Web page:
# Triggering Rainfall of Large-Scale Landslides in Taiwan: Statistical Analysis of Satellite Imagery for Early Warning Systems

^{*}

## Abstract

**:**

## 1. Introduction

^{3}, or a collapse depth deeper than 10 m [5]. Under the situation that epistemic conditions of LSLs are insufficient, in order to find a practical solution for early warning works, this study tries to find the most intuitive indicator, and rainfall and some other factors of LSLs seem to be the best choice. In order to establish the specific relationship between LSLs and triggering rainfall for the future LSL early warning predictions, LSL cases, satellite imagery, rainfall data, seismic data, and other support datasets were collected. In this study, two dimensionless factors, rainfall/landslide depth (R/D) and friction angle/slope (ϕ/θ), were assumed to have a linear relationship, and all factors, R, D, ϕ, θ, were assumed to have a nonlinear relationship, and the both linear and nonlinear regressions were analyzed statistically.

## 2. Literature Review

#### 2.1. Occurrence Mechanism-Related Research

#### 2.2. Monitoring-Related Research

- On-site monitoring

- 2.
- Remote Sensing

#### 2.3. Early Warning-Related Research

- Early warning indicators

- comprehensive indicators [59].

- 2.
- Early warning management values

- 3.
- Real-time simulation

## 3. Materials and Methods

#### 3.1. Case Collection and Screening

#### 3.2. Case Confirmation, Area Size, and Average Slope Identification of LSL

^{2}) of an LSL was calculated by the Calculate Geometry function of ESRI ArcMap

^{®}software. Based on 5 m resolution DEM data, the slope of each data grid was calculated first with the Slope function of the Surface tool in the Spatial Analyst Tools module of ArcToolbox, and the average slope θ (degree) for the corresponding range of each newborn LSL was calculated by the Zonal Statistics function in the Zonal tool module.

#### 3.3. The Occurrence Time Confirmation of LSL

#### 3.4. The Triggering Rainfall Analysis

- $R$ is the triggering rainfall for LSL (mm);
- ${R}_{0}$ is the accumulated rainfall from the beginning of the rainfall event that caused the LSL to the moment the landslide occurred (mm);
- $P$ is the antecedent rainfall (mm) $\approx \sum _{i=1}^{N}{\alpha}^{i}{R}_{i}$;
- ${R}_{i}$ is the rainfall on the i-th day (24 h) before the start of the rain field ${t}_{0}$ (mm);
- $N$ is the number of days to consider the antecedent rainfall (), generally N = 7;
- $\alpha $ is the daily (24 h) rainfall triggering landslide decay coefficient (), which can be 0.7 or 0.8. At present, α = 0.7 is used in this study to calculate the antecedent rainfall [62].

#### 3.5. The Linear Regression Analysis

^{3}) divided by the projected landslide area A as Equation (4). With an empirical volume–area relation [78] as Equation (4) from the SWCB, D can be evaluated as Equation (5).

#### 3.6. The Nonlinear Regression Analysis

- Step 1.
- Initial calculation

- ${\u2206}_{\mathrm{i}}$ is the residual of the i-th data [],
- ${p}_{i}$ is the landslide thickness of the i-th prediction (m),
- ${o}_{i}$ is the landslide thickness of the i-th observation (m),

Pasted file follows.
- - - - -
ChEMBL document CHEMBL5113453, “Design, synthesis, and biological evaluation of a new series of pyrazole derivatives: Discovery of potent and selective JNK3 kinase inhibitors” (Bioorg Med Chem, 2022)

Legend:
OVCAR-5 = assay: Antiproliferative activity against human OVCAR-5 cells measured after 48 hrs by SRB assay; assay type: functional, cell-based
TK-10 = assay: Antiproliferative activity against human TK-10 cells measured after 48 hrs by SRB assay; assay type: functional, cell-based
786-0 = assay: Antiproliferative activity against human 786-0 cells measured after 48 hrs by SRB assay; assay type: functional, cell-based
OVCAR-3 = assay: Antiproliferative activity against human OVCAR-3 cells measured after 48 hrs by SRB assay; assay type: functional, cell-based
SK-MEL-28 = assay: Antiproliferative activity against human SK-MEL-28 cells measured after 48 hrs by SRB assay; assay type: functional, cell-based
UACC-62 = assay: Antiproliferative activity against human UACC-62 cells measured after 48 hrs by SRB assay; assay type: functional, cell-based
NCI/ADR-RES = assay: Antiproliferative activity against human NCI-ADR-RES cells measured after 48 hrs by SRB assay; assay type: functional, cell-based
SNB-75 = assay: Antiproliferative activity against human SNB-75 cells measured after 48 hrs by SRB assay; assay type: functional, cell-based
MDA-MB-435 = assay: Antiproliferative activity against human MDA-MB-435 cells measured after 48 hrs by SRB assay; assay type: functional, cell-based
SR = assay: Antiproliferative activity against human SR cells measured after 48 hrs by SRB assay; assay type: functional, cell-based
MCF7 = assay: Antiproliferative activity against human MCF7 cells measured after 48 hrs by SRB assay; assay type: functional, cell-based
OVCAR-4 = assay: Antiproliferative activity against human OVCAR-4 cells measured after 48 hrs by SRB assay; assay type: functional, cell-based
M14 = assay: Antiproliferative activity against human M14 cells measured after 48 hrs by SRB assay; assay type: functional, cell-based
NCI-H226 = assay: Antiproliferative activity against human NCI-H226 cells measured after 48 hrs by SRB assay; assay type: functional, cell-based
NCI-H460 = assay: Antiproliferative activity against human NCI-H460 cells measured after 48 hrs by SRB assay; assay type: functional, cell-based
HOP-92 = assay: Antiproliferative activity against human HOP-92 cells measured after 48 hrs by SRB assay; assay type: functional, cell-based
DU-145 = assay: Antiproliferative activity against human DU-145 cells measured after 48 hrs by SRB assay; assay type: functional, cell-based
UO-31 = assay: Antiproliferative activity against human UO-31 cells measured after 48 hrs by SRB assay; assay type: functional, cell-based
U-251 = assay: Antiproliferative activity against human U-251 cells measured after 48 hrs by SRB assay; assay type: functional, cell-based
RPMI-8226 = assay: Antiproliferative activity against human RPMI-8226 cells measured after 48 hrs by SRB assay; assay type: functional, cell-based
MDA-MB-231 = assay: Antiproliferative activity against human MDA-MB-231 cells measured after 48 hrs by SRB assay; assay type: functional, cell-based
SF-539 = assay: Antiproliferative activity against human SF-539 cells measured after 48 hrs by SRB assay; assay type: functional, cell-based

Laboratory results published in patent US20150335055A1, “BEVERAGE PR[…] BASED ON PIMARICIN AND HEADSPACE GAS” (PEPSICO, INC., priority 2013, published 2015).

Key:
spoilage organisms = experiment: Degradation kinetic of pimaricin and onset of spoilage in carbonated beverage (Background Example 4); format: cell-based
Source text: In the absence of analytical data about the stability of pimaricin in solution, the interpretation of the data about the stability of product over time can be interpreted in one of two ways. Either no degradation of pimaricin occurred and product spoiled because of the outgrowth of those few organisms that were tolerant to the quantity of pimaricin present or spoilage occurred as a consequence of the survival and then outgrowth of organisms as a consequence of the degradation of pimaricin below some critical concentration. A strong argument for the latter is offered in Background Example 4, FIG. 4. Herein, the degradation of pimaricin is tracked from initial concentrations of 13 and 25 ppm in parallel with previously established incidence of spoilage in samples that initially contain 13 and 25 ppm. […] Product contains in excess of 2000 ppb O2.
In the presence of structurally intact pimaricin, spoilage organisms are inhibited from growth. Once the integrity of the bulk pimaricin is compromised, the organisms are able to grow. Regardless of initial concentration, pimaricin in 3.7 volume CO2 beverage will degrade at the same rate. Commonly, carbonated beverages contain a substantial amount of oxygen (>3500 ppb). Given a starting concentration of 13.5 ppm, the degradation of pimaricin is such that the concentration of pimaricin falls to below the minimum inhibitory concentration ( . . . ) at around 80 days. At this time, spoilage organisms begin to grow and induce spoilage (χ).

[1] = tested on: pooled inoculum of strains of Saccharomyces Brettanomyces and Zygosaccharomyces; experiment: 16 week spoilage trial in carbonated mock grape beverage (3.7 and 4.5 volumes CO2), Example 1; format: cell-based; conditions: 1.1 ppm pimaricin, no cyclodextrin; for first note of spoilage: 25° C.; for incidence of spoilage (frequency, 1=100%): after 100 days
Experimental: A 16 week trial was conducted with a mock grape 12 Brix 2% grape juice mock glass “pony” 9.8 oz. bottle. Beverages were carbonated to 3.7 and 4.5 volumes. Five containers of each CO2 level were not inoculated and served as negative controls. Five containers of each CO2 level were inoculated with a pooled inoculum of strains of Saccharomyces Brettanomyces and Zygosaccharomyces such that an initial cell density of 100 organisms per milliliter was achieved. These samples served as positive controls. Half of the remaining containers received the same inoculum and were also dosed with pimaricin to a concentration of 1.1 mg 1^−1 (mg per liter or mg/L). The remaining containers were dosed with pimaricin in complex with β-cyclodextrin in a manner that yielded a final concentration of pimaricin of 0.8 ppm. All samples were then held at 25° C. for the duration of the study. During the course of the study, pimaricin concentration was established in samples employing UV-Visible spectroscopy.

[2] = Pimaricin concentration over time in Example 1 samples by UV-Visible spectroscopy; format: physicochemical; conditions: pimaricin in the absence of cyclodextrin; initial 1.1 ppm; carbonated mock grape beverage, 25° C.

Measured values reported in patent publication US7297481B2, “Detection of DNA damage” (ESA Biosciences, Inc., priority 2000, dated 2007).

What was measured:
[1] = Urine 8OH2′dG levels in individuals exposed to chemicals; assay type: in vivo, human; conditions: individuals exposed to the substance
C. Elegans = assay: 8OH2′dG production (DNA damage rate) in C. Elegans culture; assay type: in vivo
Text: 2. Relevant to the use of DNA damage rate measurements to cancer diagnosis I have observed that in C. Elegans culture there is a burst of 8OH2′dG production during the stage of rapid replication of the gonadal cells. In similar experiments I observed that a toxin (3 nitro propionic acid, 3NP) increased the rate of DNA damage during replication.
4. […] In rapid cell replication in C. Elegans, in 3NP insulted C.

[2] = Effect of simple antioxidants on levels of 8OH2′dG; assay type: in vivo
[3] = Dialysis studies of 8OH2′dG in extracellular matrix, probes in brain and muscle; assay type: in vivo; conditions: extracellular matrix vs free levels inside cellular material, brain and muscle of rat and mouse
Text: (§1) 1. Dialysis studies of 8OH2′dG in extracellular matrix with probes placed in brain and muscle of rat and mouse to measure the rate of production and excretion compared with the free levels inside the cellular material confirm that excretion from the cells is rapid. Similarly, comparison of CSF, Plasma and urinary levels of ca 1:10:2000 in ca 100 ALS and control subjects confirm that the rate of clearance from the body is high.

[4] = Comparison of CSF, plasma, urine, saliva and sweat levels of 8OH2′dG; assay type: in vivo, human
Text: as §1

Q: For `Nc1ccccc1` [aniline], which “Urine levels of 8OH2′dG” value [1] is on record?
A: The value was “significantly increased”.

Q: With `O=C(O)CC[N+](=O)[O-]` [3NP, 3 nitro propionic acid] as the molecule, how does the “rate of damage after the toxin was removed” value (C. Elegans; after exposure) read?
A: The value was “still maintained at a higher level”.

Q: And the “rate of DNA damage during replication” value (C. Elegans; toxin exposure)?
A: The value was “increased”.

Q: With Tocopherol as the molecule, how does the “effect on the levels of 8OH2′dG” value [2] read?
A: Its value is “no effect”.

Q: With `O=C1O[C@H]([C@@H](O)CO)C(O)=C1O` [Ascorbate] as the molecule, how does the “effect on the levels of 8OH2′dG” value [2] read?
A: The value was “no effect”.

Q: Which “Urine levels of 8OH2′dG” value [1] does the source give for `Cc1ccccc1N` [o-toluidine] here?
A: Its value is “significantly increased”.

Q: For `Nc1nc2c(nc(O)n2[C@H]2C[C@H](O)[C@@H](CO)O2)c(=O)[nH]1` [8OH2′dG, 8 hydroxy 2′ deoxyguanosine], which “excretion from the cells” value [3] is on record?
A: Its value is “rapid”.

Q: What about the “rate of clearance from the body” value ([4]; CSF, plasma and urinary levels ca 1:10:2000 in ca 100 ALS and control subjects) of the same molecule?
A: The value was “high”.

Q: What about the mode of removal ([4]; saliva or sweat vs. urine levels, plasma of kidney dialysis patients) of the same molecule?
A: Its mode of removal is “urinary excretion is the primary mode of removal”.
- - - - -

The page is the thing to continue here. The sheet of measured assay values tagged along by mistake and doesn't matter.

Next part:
- $n$ is the total number of observations ().

- Step 2.
- Solver

^{®}is used to find the optimized coefficients $a,b,c,d,e$. The sum of squared errors (SSE) as in Equation (10) is used as the target function, and the coefficients can be obtained by minimizing the SSE with Solver. Solver uses the GRG nonlinear solving method to solve the problem with an accuracy of the constraint of 0.000001.

- Step 3.
- SSE convergence

- Step 4.
- Bootstrap method processing

- Step 5.
- Solver

- Step 6.
- SSE convergence

- Step 7.
- Cumulative coefficient statistics

- $C{V}_{j}$ is coefficient of variation of the specific coefficient from the 1st to the j-th bootstrap resampling [],
- ${\sigma}_{1~j}$ is the standard deviation of the specific coefficient from the 1st to the j-th bootstrap resampling [],
- ${\mu}_{1~j}$ is the average value of the specific coefficient from the 1st to the j-th bootstrap resampling [].

- Step 8.
- Statistics converged

- Step 9.
- Coefficient statistical analysis

- Step 10.
- Outcome estimation

## 4. Results

#### 4.1. Linear Regression Analysis Results

#### 4.2. Nonlinear Regression Analysis Results

^{®}was used to perform the nonlinear fit analysis between the predictions and the observations according to Equation (8). The results are shown in Table 4 and Figure 8. From the value of R square and the adjusted R square, it was found that Equation (8) has a good degree of model fit, and F is very different from the significance F (last two columns of ANOVA). This indicates that each parameter has large differences between groups, and small differences within groups. From the results in Figure 8b, it was found that the predicted value and the observed value have similar trends, and the function described by Equation (8) is reasonable.

## 5. Discussion

#### 5.1. Prediction Ability

- ${R}_{LT}$ is the predicted rainfall by the linear regression trend line (m),
- ${R}_{LU}$ is the predicted rainfall by the linear regression upper boundary line (m),
- ${R}_{LL}$ is the predicted rainfall by the linear regression lower boundary line (m),
- ${R}_{NT}$ is the predicted rainfall by the nonlinear regression trend line (m),
- ${R}_{NU}$ is the predicted rainfall by the nonlinear regression upper boundary line (m),
- ${R}_{NL}$ is the predicted rainfall by the nonlinear regression lower boundary line (m).